Watch Of The Week: The Patek Philippe That’s Perpetually On Gary Shteyngart’s Mind
Is there one watch to replace them all?
Originally published by Gary Shteyngart on HODINKEE, October 4th 2021
In Watch of the Week, we invite HODINKEE staffers and friends to explain why they love a certain piece. This week’s columnist is the author of many delightful books, including the novels Super Sad True Love Story and Lake Success, and the memoir Little Failure. His next novel, Our Country Friends, is due out in November.
Ashort while after becoming obsessed with watches, I invited myself to the West Village apartment of one Benjamin Clymer in the guise of a New Yorker writer penning a piece about his new hobby. I should have brought a bib such was the amount of drool dribbling off my chin as I inspected the timepieces Ben laid out before me. Their provenance seemed to stretch from Eisenhower to Graves to John Mayer (shockingly, I had no idea who he was before my descent into watches), and yet the piece that captured my imagination the most was a relatively prosaic Patek 3940 in white gold, and to this day I cannot stop thinking about it.
A mere half-decade later I am approaching the psychologically debilitating point of owning 20 tick-tocking devices. Beyond that number there lies madness, or at least an inability to say, “I am not a collector, merely an enthusiast,” whatever the hell that means. Whenever I imagine culling my herd and replacing it with but a few significant animals, the 3940 always presents itself as the leader of the pack.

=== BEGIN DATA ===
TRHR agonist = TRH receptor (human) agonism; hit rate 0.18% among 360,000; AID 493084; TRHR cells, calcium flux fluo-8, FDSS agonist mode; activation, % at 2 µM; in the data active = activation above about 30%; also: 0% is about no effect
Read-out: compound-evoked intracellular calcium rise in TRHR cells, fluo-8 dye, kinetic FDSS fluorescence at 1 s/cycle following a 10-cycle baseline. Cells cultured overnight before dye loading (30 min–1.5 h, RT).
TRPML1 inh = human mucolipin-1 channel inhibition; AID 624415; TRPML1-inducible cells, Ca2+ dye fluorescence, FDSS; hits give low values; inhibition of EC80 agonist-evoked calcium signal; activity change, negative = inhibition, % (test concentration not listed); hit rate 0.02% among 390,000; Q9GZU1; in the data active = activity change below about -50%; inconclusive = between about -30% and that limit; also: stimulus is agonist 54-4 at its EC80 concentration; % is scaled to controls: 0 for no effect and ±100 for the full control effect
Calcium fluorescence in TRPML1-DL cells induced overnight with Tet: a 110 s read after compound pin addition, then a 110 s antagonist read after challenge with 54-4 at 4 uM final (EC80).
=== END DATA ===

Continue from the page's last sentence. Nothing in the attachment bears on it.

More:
The perpetual calendar reference, produced from 1985 to 2007, straddles the line between modern and vintage, between computer-aided design and pre-CAD, between the grace of golden-era mid-century Patek and the advances of its contemporary movements. While it spent a year being produced alongside the legendary 5711, I find it a much more interesting, indeed daring proposition.
The watch represents Patek’s gloriously raised middle finger to the protagonists of the quartz crisis, as the battery-driven watches of the mid-’80s could now easily account for leap years, all while chronographing, singing songs, and enabling logarithmic calculations. Of course, today Bulgari and others have issued slimmer perpetual calendar movements, but no other watch feels this right on the wrist, and I can think of no complex watch (my apologies, dear Tri-Compax) that makes quite the visual feast of its subdials. It is less a matter of form following function in the traditional Bauhaus formulation, than form and function moving into a Brooklyn sublet together and making sweet love from morn to dusk.
I know of many collectors who share my passion for the 3940 and mention it as their final grail. While it is a crazily expensive watch by any measure, the 3940 does not race ahead of inflation in the manner of, say, Dufour’s Simplicity or almost any F.P. Journe. And, yes, I can imagine selling off most of my collection and making the 3940 my daily watch. Except … Well … As an ardent swimmer, I would need something to take into the waters during the two hours per day I spend partly submerged. And for that I nominate my beloved Aquanaut 5167 on a bracelet, a watch that tends to inspire many to vocalize the words, “Brah, did you pay retail for that Nautilus?”